“We have no idea what DATCP [Department of Agriculture, Trade and Consumer Protection] is doing. We don’t know what’s going on with the DNR and the 151 rule. The Kinnard [Farms expansion] issue is now in the courts. That still is not resolved,” he said. “We just have no idea. Everything at the state level is up in the air. When we do a conditional use permit or a building permit, the town has a contract with that farming entity. However that contract is superseded by the town’s contract with the state of Wisconsin. At the moment, we have no idea what the contract with the state of Wisconsin reads. We have no idea what the rules going forward are. Hopefully, within a year, we’ll have some idea of what’s going on in the state of Wisconsin. Right now it’s all up in the air, so the town board directed me as chair of the town plan commission to draft an ordinance, and I worked with our counsel (Randy Nesbitt of the Pinkert Law Firm), to come up with the moratorium.”

Sagrillo said the moratorium did accommodate concern of the CAFO operators.

“There were some concerns by two of the CAFO operators, Don Niles from Dairy Dreams and Lonnie Fenendael from El-Na Farms,” he said. “The town board actually modified the original resolution to accommodate the CAFOs. They said, what happens if we come up with some kind of building that is an improvement for the facility or for waste reduction? So what they directed me to add was the town may consider development agreements recommended by the plan commission with livestock facilities of 500 animal units or more for onsite facility improvements and/or onsite wastewater reduction improvements that benefit the township as well as the facility.”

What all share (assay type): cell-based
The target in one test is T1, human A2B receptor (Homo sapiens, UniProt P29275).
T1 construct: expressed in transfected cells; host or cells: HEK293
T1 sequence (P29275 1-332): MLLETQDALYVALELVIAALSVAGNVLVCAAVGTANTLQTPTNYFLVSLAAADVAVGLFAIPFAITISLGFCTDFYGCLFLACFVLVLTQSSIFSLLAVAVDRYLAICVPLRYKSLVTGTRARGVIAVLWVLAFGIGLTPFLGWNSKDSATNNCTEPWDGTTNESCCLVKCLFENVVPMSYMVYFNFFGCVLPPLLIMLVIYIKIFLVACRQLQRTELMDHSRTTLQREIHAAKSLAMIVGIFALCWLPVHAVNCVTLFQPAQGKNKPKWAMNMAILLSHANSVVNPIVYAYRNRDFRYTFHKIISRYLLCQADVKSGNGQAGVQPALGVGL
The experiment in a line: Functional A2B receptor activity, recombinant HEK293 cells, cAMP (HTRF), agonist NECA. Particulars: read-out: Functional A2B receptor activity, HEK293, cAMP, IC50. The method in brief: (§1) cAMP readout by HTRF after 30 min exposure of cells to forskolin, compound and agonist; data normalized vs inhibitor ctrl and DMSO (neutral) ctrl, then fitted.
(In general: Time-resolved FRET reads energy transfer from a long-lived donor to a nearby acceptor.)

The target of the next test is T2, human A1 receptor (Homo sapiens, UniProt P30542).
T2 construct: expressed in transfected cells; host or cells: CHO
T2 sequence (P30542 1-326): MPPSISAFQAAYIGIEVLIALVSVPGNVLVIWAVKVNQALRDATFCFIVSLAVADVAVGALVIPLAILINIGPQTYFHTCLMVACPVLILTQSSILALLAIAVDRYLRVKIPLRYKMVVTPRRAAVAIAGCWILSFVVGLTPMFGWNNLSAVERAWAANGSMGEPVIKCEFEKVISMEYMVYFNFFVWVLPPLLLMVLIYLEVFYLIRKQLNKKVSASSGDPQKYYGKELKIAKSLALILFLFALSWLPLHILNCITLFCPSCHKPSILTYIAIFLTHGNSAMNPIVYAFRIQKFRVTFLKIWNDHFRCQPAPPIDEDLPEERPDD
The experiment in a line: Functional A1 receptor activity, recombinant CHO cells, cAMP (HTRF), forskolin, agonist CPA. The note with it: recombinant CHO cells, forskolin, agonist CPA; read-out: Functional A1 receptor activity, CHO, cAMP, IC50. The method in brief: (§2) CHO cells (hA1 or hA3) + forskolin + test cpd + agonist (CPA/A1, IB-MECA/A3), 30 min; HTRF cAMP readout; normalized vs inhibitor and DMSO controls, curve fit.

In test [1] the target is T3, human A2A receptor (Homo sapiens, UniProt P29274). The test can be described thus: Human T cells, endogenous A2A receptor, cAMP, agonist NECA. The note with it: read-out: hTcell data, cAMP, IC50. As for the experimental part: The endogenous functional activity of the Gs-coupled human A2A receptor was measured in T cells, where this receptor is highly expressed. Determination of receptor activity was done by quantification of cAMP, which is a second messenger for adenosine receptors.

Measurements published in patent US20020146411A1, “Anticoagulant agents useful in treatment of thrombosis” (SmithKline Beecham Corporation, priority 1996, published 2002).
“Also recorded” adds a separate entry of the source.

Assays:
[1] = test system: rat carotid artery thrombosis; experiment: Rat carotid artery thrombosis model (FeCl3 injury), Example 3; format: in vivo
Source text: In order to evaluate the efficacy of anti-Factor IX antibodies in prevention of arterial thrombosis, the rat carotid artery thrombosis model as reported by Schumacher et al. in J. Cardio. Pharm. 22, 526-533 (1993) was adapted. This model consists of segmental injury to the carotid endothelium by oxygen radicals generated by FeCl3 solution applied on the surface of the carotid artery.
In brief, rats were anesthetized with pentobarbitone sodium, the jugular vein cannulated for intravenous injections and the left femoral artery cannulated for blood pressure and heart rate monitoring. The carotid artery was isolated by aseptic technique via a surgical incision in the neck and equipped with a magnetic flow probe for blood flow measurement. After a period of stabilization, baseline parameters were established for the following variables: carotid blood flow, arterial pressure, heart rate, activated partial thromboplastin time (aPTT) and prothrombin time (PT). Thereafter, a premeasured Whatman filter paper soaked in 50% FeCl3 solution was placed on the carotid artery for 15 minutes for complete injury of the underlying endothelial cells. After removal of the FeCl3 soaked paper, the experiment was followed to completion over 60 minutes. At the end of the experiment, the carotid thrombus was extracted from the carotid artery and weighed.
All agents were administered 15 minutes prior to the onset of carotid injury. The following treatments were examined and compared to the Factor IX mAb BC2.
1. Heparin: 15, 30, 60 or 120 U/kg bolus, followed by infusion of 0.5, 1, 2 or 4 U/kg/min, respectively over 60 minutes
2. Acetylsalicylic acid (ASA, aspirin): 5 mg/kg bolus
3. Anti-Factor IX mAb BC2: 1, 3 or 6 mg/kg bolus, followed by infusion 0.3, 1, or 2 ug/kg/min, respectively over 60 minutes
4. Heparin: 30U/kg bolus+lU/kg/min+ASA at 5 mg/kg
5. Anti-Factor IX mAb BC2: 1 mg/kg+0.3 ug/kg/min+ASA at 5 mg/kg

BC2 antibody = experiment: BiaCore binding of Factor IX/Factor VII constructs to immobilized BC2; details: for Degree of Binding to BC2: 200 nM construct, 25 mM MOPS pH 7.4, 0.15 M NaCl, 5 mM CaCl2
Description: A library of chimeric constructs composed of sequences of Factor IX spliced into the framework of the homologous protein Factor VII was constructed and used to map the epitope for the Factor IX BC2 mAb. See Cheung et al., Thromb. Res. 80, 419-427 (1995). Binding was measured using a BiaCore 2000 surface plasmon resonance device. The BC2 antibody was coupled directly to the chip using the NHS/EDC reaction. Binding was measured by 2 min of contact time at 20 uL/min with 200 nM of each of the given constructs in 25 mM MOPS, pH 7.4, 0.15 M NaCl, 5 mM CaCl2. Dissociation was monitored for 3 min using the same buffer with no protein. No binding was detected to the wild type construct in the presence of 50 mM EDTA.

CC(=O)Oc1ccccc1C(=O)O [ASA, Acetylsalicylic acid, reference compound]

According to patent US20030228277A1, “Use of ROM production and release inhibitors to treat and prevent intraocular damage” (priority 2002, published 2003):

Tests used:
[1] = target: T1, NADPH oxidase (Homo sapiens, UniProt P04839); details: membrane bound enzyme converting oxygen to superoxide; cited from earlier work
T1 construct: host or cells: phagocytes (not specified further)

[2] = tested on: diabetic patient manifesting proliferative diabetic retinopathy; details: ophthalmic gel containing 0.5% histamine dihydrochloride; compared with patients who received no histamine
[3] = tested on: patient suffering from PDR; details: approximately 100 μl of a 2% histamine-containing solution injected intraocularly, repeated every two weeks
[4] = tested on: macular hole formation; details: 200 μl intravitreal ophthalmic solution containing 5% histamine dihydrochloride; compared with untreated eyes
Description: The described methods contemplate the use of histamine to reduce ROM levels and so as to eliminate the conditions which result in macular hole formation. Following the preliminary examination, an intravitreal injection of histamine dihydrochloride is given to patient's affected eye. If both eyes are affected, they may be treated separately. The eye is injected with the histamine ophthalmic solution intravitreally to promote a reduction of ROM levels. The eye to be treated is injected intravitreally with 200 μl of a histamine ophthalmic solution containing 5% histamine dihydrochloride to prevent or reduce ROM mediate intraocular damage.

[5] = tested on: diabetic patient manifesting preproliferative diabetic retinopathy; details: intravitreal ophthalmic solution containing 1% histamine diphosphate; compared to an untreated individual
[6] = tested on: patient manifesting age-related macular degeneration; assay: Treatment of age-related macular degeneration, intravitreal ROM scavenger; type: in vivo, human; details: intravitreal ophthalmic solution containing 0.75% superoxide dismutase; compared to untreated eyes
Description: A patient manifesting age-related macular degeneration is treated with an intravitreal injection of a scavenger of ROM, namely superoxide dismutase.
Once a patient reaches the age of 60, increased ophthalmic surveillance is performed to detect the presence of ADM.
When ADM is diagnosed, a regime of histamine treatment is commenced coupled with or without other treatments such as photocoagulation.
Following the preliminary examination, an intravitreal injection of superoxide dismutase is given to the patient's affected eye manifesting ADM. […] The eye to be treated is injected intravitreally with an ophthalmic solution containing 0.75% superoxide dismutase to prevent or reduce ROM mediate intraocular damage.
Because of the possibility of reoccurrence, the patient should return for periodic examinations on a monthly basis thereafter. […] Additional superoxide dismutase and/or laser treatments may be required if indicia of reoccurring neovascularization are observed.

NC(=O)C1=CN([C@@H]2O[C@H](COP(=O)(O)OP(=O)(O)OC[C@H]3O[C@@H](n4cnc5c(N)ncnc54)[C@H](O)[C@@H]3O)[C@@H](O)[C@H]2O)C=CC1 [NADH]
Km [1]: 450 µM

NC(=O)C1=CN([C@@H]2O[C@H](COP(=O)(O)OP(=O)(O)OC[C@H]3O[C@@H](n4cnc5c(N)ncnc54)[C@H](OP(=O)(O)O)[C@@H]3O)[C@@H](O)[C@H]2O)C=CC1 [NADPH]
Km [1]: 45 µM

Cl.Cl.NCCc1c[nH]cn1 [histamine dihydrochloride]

Sagrillo had high praise for the progressive nature of the town’s three-member board of chair Cory Cochart and supervisors Jesse Jerabek and Nick Cochart.

“This is the third town board I’ve served as chair of the Plan Commission,” he said. “This is not a knee-jerk anti-CAFO town board. You hear people talking about precautionary principle. I think they are abiding by the precautionary principle. We need to take care of citizens, everybody in the township, not just three entities.”